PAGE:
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 Custom Dials

Custom Cluster Dial Faces

A lot of people have been asking how I did mine. Instead of answering them all individually, I'll post this how-to. Maybe a mod will want to put it in the doco section.

Make something unique for your car, and it's not rice, as I went from EL dials to EF ones so I gained dial readout performance (5KM/h vs. 10KM/h and 100rpm vs. 250rpm).

Materials Needed

  • EF/EL Cluster (others can be done, but I don't have templates for them, people willing to send me a 600dpi scan so I can turn them into a template go for it)
  • Template File for the cluster.
  • High resolution pictures/logos/etc. (I can't stress this enough, low res images will print out sh*thouse)
  • Computer with Photoshop (or some other good picture editing software, something with 'layers' is needed).
  • Quality paper (I'm talking the enviro-UN-friendly triple beached stuff, whiter than white).
  • Quality colour laser printer (you may have to go to work, or OfficeWorks/Kinkos/etc.).
  • Sharp knife.
  • Steady hand.
  • Time.
  • Creative mind.
(I can't help with the last three)

Templates

The cluster in EF/EL's is made up of two separate parts, the speedo half, and the tacho half.

Speedo/Battery/Temp .PSD 3.7MB
Tacho/Oil/Fuel .PSD 4.1MB

I took the original scans, and cleaned them up and created some masks and layers in Photoshop so pictures can be added without worrying about the 'tick' marks and other dial essentials.

These pics are what I started with:
 

 

Creative Process

This bit is up to you. I wanted something that was MY car, but unobtrusive, and hopefully something I wouldn't get sick of.

I was playing around (this is an early pic) with a photo from the Sydney Dyno Day #1 (Nov 2004) for the tacho, and was originally just going to have a nice Ford logo for the speedo.

I ended up with these:

Now you may have noticed an important bit, the black masks. This is key to the highlighting effect I was after when the dash lights are on.

Held up to my desk lamp they show how the 'ticks', warning areas, and the Ford logo were going to light up. Just like I had planned:

Bits are blurry, and the desk lamp is way to bright, but the idea was there. Camera in one hand two sheets of (not so) carefully aligned paper in the other.

 

5 P's - Prior Preparation Prevents Piss Poor Performance

Using the templates above, print you're work out at 600dpi (if using you're own templates be sure to adjust as required), onto quality whiter than white paper. I am lucky enough that work has a top quality laser printer/copier and paper, and for four sheets I used they don't care. If you're anal retentive, or sadistic, make sure you run colour profiles from your camera through your working space, through to the printer, so you'll get a good result. If not, print it, see how it goes, adjust print again, etc.

I used a 'light box' to carefully align my top and mask layers, then cut them out with a hobby knife so they were aligned perfectly in order to prevent the fuzzy edges as seen in the test photo above. When aligned properly the highlights have crisp edges and look superb.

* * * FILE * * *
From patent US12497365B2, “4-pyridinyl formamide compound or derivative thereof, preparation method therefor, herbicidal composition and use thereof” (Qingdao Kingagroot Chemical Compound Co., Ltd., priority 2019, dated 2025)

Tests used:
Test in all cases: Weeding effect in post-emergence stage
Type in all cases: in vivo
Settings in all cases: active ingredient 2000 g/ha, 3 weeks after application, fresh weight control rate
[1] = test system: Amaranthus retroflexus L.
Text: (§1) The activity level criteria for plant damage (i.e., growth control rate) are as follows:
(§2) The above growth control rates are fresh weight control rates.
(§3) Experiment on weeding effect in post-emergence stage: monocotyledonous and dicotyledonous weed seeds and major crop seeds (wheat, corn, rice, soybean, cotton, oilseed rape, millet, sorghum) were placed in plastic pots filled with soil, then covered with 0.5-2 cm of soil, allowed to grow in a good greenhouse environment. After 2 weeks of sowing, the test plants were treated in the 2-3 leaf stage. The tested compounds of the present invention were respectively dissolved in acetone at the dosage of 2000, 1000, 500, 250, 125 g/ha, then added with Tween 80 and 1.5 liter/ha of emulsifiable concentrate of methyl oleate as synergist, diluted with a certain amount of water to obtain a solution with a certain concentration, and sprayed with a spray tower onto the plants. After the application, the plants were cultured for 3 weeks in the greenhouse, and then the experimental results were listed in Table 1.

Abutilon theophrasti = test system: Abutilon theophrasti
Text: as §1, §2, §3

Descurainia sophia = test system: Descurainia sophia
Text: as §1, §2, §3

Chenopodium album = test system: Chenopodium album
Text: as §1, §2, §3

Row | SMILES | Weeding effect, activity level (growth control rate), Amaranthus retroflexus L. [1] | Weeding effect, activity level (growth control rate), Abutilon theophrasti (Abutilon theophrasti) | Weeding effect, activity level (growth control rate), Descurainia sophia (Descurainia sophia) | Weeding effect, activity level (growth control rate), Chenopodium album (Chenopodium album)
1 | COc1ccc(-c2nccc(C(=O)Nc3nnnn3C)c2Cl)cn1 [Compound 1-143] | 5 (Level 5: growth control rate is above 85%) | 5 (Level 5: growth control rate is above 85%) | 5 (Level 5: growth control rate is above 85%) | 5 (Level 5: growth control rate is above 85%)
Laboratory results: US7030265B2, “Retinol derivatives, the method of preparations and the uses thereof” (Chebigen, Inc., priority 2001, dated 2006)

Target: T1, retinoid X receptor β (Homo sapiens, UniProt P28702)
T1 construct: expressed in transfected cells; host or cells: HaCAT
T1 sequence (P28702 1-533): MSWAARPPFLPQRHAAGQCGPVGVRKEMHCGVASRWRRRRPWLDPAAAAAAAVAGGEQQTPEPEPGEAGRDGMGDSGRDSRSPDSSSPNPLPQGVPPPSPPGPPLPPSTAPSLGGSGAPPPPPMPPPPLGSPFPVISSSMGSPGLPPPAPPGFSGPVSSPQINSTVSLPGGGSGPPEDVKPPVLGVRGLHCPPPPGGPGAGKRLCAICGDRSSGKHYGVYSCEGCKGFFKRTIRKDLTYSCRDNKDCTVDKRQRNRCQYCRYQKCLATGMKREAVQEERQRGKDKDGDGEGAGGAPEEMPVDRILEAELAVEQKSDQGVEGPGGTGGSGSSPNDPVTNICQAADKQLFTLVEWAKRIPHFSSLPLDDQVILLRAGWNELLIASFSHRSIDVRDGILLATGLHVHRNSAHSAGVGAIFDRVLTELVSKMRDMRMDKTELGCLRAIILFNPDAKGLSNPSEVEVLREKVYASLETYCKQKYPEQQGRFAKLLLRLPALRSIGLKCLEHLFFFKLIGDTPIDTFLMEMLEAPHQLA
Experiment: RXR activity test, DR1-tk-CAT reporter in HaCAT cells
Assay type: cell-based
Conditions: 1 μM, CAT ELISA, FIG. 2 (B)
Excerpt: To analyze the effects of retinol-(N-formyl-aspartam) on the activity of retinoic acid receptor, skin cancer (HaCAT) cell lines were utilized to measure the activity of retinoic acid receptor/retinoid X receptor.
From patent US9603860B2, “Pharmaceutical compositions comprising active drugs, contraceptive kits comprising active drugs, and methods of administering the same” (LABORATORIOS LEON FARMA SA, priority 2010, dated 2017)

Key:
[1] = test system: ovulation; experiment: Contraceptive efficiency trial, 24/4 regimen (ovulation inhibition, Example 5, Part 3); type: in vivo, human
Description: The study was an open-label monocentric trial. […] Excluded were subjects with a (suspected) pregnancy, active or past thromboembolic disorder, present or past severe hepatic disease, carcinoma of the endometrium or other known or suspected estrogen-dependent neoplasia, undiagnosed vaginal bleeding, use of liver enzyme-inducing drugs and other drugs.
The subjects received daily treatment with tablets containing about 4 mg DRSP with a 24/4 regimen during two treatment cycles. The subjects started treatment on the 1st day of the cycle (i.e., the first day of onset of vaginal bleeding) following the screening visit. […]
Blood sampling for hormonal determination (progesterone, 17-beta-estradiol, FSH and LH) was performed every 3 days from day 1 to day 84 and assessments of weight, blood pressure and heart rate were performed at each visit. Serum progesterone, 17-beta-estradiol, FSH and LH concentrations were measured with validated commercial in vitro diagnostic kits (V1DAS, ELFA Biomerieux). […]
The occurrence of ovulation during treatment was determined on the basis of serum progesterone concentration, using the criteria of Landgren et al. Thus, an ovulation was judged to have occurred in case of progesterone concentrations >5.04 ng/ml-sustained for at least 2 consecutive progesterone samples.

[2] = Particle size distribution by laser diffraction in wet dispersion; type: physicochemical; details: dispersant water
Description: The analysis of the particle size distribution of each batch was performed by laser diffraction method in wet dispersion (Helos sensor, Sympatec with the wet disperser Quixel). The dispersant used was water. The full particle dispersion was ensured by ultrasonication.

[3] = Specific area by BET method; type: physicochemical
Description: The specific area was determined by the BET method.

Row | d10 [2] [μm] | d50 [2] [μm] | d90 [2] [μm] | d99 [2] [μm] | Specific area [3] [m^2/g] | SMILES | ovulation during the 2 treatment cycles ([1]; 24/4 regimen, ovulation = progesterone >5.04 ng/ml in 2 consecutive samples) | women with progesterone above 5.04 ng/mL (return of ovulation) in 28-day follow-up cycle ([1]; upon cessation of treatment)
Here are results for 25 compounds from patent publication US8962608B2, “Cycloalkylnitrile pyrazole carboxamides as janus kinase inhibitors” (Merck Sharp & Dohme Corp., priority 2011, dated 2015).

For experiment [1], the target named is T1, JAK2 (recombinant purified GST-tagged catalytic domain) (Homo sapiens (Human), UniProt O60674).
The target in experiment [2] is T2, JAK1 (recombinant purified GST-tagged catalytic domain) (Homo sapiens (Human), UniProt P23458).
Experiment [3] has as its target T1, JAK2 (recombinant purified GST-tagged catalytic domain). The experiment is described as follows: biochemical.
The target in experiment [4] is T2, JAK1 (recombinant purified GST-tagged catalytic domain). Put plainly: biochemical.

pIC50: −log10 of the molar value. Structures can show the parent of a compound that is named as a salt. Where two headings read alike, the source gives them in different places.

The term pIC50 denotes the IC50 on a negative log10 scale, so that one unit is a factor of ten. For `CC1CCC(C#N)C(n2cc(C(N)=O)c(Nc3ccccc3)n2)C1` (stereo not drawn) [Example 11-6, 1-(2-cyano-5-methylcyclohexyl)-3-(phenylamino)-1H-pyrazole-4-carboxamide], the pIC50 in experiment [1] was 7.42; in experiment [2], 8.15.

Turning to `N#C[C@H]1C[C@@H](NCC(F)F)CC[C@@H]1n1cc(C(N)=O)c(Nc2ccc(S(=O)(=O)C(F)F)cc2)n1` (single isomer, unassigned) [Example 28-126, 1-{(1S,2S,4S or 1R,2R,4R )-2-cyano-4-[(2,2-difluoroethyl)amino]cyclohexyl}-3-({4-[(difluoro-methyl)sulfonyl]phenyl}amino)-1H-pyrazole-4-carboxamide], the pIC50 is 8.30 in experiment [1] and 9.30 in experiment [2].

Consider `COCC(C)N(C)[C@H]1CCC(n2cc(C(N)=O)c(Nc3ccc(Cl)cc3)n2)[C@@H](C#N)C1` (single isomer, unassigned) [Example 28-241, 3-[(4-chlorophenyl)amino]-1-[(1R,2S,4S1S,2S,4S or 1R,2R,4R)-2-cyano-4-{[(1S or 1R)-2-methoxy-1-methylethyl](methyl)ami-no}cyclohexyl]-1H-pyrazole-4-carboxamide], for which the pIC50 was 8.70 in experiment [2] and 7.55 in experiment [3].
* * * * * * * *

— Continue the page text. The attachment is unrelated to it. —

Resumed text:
Installation

  • Remove your cluster. Remove dash surround, then cluster.
  • Crack it open, there's a screw, and a bunch of plastic 'tabs' holding the front 'shade' and window on, take these of carefully.
  • Remove the needles. This is easiest done with a fork. Before you do remove them, make careful 'mental' note of where they sit in the off position, cause you'll need to put them back right, or you'll screw with the readings.
  • Unclip the original dial faces, and clip in your new ones.
  • Start putting it back together.
 

Optional - Improved Lighting

While you have your cluster out, you may as well change any blown bulbs, or better yet replace them with white LEDs.


There are 6 bulbs to illuminate the cluster. Two top, left, right, to middle bottom . The seventh white based bulb is for the LCD display (odometer).

I bought a 10-pack of white LEDs from Narva (part# 47900)

Now these are great because you get a LED and holder that fits right in. They're bad because the light output is very uni-directional (a normal bulb is omni-directional), and they're too dim with they're default internal resistor.

Below you'll see a 'frosted' LED on the left and an original LED on the right.

In the second picture both LEDs are being run at the same current (10mA) so are producing the same light output, the frosted one just spreads it better making it look brighter.

I also reduced the internal resistor from the default to a 380Ohm, bring the current (@ 13.8v) from 16mA to a much brighter 30mA. 30mA is still a very safe level for LEDs to run.

Be warned that LEDs are directional. So must be installed in the cluster a certain way (found by trial and error). It helps to do this while the cluster is out of the dash, and only the right hand connector is required to supply power. So you'll have a 'little' room to play with it.

Results


Flash


No flash


Night time before I frosted and fixed the brightness of the LEDs. (Needless to say I was disappointed)


Night time AFTER I frosted and fixed the LEDs. (The camera doesn't do it justice, it doesn't have an aperture big enough) For fairness I took both pictures at the same camera settings.

 
 Document Summary
 
Document description: data_mine shows us how to make our very own custom dial faces for EF/EL Falcons!
Document written by: data_mine on 08 2005>, Copyright © 2005 data_mine, all rights reserved.
Document revised: 11 2005 - Revision 1.0
Document views: 18519 since 08 2005



 

 

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